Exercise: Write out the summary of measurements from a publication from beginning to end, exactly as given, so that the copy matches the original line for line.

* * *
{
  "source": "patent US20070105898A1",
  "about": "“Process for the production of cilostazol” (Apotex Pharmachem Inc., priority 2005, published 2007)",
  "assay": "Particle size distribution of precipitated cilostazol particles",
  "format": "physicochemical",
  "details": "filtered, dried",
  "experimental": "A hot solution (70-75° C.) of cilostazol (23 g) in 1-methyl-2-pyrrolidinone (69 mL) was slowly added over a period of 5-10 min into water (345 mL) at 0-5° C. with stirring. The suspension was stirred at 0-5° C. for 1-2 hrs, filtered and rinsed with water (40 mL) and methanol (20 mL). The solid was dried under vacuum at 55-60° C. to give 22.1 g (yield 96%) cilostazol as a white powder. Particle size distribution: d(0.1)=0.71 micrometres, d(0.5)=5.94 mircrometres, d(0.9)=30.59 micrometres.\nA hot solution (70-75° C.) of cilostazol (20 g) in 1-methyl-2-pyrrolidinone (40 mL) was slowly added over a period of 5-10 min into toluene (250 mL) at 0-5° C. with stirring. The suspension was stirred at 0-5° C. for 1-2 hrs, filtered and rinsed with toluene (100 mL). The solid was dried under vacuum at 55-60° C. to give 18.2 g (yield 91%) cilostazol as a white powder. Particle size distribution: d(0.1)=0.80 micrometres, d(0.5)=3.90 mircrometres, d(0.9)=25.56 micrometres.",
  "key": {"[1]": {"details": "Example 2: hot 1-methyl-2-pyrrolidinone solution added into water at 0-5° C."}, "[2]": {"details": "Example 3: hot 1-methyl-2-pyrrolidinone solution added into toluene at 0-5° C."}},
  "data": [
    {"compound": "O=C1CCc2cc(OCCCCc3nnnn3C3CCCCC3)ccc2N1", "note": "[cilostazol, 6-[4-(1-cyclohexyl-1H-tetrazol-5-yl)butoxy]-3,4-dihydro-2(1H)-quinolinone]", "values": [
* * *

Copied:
{
  "source": "patent US20070105898A1",
  "about": "“Process for the production of cilostazol” (Apotex Pharmachem Inc., priority 2005, published 2007)",
  "assay": "Particle size distribution of precipitated cilostazol particles",
  "format": "physicochemical",
  "details": "filtered, dried",
  "experimental": "A hot solution (70-75° C.) of cilostazol (23 g) in 1-methyl-2-pyrrolidinone (69 mL) was slowly added over a period of 5-10 min into water (345 mL) at 0-5° C. with stirring. The suspension was stirred at 0-5° C. for 1-2 hrs, filtered and rinsed with water (40 mL) and methanol (20 mL). The solid was dried under vacuum at 55-60° C. to give 22.1 g (yield 96%) cilostazol as a white powder. Particle size distribution: d(0.1)=0.71 micrometres, d(0.5)=5.94 mircrometres, d(0.9)=30.59 micrometres.\nA hot solution (70-75° C.) of cilostazol (20 g) in 1-methyl-2-pyrrolidinone (40 mL) was slowly added over a period of 5-10 min into toluene (250 mL) at 0-5° C. with stirring. The suspension was stirred at 0-5° C. for 1-2 hrs, filtered and rinsed with toluene (100 mL). The solid was dried under vacuum at 55-60° C. to give 18.2 g (yield 91%) cilostazol as a white powder. Particle size distribution: d(0.1)=0.80 micrometres, d(0.5)=3.90 mircrometres, d(0.9)=25.56 micrometres.",
  "key": {"[1]": {"details": "Example 2: hot 1-methyl-2-pyrrolidinone solution added into water at 0-5° C."}, "[2]": {"details": "Example 3: hot 1-methyl-2-pyrrolidinone solution added into toluene at 0-5° C."}},
  "data": [
    {"compound": "O=C1CCc2cc(OCCCCc3nnnn3C3CCCCC3)ccc2N1", "note": "[cilostazol, 6-[4-(1-cyclohexyl-1H-tetrazol-5-yl)butoxy]-3,4-dihydro-2(1H)-quinolinone]", "values": [